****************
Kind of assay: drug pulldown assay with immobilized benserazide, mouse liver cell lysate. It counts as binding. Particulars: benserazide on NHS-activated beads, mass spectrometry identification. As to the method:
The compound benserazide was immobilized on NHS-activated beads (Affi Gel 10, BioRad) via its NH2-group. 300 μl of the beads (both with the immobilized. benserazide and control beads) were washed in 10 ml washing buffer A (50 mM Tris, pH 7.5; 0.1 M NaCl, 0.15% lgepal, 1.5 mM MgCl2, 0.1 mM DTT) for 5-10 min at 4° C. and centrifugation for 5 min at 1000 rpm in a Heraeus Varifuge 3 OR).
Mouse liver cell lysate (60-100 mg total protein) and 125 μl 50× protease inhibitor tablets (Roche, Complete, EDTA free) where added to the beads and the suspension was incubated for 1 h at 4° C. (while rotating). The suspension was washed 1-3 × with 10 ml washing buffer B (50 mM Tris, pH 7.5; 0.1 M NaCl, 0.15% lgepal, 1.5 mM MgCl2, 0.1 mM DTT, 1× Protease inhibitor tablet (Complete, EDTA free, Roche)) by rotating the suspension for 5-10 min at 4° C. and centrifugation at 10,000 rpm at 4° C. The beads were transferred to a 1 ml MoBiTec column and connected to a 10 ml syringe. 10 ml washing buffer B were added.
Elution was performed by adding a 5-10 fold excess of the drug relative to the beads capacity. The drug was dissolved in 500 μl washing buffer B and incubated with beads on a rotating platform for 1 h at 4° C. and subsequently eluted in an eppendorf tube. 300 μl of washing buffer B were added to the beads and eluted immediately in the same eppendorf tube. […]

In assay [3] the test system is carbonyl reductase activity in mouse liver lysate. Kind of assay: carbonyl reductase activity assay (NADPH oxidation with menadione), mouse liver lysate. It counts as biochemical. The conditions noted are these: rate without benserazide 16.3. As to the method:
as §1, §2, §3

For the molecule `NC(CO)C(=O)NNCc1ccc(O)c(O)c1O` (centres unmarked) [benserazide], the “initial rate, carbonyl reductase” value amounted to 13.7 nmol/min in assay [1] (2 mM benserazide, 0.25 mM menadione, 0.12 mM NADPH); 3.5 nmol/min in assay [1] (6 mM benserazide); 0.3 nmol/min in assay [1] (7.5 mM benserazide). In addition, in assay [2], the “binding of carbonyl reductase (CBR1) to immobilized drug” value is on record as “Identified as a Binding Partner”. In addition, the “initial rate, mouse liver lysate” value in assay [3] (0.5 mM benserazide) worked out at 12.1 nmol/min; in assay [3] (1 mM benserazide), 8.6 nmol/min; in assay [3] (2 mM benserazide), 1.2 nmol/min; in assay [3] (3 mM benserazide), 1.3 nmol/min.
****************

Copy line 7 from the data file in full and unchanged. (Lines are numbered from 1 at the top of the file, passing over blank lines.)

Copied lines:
For the molecule `NC(CO)C(=O)NNCc1ccc(O)c(O)c1O` (centres unmarked) [benserazide], the “initial rate, carbonyl reductase” value amounted to 13.7 nmol/min in assay [1] (2 mM benserazide, 0.25 mM menadione, 0.12 mM NADPH); 3.5 nmol/min in assay [1] (6 mM benserazide); 0.3 nmol/min in assay [1] (7.5 mM benserazide). In addition, in assay [2], the “binding of carbonyl reductase (CBR1) to immobilized drug” value is on record as “Identified as a Binding Partner”. In addition, the “initial rate, mouse liver lysate” value in assay [3] (0.5 mM benserazide) worked out at 12.1 nmol/min; in assay [3] (1 mM benserazide), 8.6 nmol/min; in assay [3] (2 mM benserazide), 1.2 nmol/min; in assay [3] (3 mM benserazide), 1.3 nmol/min.